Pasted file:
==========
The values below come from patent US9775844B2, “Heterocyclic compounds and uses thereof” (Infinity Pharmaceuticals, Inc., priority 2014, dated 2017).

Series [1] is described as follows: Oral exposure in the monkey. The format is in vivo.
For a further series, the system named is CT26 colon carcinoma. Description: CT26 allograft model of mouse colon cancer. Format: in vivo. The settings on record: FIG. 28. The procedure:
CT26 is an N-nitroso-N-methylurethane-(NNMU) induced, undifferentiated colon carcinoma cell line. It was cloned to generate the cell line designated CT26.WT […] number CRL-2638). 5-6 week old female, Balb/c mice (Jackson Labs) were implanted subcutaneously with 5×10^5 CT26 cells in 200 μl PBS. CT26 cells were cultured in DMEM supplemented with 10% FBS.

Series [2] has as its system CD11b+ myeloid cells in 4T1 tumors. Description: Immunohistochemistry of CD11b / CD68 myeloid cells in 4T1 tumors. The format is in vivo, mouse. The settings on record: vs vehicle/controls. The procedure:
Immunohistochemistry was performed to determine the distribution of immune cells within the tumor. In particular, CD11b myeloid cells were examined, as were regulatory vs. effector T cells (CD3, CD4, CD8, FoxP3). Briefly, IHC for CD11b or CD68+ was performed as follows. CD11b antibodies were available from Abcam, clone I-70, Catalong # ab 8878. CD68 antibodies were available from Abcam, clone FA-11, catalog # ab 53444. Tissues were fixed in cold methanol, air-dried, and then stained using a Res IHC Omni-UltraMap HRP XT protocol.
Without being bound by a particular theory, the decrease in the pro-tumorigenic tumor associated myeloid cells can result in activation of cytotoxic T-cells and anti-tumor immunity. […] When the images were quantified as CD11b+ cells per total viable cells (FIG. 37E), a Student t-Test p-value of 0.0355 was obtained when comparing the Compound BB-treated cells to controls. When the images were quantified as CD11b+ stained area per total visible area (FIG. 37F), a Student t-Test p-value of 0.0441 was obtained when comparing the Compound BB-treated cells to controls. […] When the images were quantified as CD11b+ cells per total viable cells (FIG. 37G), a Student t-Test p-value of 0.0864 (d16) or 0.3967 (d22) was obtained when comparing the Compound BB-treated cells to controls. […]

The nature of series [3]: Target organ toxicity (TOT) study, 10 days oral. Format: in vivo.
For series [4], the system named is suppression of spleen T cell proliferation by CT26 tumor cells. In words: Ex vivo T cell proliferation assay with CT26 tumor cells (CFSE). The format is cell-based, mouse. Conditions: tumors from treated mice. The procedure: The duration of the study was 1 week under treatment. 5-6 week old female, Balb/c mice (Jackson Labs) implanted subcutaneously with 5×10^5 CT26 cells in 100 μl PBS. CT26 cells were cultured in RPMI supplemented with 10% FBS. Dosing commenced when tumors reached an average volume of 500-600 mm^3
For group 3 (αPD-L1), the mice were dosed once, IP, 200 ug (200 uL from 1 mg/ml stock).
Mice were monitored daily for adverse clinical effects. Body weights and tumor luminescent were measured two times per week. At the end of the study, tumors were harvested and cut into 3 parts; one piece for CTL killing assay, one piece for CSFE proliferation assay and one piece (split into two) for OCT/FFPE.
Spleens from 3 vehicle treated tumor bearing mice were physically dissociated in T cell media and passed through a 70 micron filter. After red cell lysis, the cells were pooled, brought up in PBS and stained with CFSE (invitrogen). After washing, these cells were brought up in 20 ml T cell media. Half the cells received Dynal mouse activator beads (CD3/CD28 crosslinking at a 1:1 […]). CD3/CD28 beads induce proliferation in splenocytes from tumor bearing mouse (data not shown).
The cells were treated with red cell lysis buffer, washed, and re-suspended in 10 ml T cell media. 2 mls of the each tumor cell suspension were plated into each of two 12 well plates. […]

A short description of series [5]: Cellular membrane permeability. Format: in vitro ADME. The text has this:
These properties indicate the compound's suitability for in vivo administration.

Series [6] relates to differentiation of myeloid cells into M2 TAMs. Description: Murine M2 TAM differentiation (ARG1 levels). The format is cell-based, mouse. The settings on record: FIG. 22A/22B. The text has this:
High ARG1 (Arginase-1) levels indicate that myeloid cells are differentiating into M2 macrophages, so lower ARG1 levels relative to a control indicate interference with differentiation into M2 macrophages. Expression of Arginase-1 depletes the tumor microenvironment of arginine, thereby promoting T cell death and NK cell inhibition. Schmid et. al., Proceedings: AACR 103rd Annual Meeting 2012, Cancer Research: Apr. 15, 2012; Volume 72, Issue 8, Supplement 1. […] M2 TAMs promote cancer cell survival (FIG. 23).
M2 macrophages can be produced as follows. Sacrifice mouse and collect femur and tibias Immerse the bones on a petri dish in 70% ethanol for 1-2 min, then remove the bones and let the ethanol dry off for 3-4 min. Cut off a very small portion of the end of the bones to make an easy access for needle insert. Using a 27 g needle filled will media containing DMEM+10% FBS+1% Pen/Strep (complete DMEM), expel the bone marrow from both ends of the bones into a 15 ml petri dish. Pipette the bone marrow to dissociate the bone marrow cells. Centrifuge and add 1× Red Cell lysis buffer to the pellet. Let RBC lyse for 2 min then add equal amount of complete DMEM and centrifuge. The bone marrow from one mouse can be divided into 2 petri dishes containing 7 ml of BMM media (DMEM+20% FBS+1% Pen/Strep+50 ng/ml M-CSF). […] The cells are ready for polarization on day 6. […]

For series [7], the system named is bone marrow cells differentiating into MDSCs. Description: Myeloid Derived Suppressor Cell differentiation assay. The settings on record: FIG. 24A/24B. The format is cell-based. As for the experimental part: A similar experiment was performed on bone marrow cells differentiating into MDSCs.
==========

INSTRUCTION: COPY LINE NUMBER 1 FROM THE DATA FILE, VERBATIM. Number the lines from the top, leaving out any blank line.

The values below come from patent US9775844B2, “Heterocyclic compounds and uses thereof” (Infinity Pharmaceuticals, Inc., priority 2014, dated 2017).